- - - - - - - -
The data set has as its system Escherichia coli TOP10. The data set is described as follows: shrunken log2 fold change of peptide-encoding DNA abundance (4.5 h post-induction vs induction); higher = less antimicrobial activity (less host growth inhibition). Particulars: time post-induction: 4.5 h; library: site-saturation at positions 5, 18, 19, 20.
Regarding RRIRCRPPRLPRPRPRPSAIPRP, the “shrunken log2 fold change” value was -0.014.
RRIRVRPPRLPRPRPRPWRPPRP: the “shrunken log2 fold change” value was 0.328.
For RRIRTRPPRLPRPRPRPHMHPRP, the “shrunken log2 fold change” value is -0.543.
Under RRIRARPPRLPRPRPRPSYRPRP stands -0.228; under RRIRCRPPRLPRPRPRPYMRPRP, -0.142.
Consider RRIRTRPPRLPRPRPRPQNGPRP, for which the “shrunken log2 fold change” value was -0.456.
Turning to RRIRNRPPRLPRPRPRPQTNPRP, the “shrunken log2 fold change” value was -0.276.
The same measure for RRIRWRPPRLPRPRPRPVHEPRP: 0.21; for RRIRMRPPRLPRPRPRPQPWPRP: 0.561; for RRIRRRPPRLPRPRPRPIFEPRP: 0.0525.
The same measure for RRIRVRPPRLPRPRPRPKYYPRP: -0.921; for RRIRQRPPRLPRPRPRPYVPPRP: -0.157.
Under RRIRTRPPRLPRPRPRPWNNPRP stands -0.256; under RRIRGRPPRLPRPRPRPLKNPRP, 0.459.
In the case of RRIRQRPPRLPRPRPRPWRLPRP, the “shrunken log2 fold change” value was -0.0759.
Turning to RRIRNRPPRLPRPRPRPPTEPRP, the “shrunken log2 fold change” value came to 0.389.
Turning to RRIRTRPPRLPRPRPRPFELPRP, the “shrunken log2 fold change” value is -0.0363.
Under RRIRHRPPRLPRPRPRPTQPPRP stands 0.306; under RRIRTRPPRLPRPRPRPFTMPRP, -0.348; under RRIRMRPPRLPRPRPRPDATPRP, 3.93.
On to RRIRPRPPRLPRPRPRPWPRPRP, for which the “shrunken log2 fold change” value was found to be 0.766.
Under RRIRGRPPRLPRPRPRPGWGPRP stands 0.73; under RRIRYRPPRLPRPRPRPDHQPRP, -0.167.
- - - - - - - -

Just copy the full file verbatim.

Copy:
The data set has as its system Escherichia coli TOP10. The data set is described as follows: shrunken log2 fold change of peptide-encoding DNA abundance (4.5 h post-induction vs induction); higher = less antimicrobial activity (less host growth inhibition). Particulars: time post-induction: 4.5 h; library: site-saturation at positions 5, 18, 19, 20.
Regarding RRIRCRPPRLPRPRPRPSAIPRP, the “shrunken log2 fold change” value was -0.014.
RRIRVRPPRLPRPRPRPWRPPRP: the “shrunken log2 fold change” value was 0.328.
For RRIRTRPPRLPRPRPRPHMHPRP, the “shrunken log2 fold change” value is -0.543.
Under RRIRARPPRLPRPRPRPSYRPRP stands -0.228; under RRIRCRPPRLPRPRPRPYMRPRP, -0.142.
Consider RRIRTRPPRLPRPRPRPQNGPRP, for which the “shrunken log2 fold change” value was -0.456.
Turning to RRIRNRPPRLPRPRPRPQTNPRP, the “shrunken log2 fold change” value was -0.276.
The same measure for RRIRWRPPRLPRPRPRPVHEPRP: 0.21; for RRIRMRPPRLPRPRPRPQPWPRP: 0.561; for RRIRRRPPRLPRPRPRPIFEPRP: 0.0525.
The same measure for RRIRVRPPRLPRPRPRPKYYPRP: -0.921; for RRIRQRPPRLPRPRPRPYVPPRP: -0.157.
Under RRIRTRPPRLPRPRPRPWNNPRP stands -0.256; under RRIRGRPPRLPRPRPRPLKNPRP, 0.459.
In the case of RRIRQRPPRLPRPRPRPWRLPRP, the “shrunken log2 fold change” value was -0.0759.
Turning to RRIRNRPPRLPRPRPRPPTEPRP, the “shrunken log2 fold change” value came to 0.389.
Turning to RRIRTRPPRLPRPRPRPFELPRP, the “shrunken log2 fold change” value is -0.0363.
Under RRIRHRPPRLPRPRPRPTQPPRP stands 0.306; under RRIRTRPPRLPRPRPRPFTMPRP, -0.348; under RRIRMRPPRLPRPRPRPDATPRP, 3.93.
On to RRIRPRPPRLPRPRPRPWPRPRP, for which the “shrunken log2 fold change” value was found to be 0.766.
Under RRIRGRPPRLPRPRPRPGWGPRP stands 0.73; under RRIRYRPPRLPRPRPRPDHQPRP, -0.167.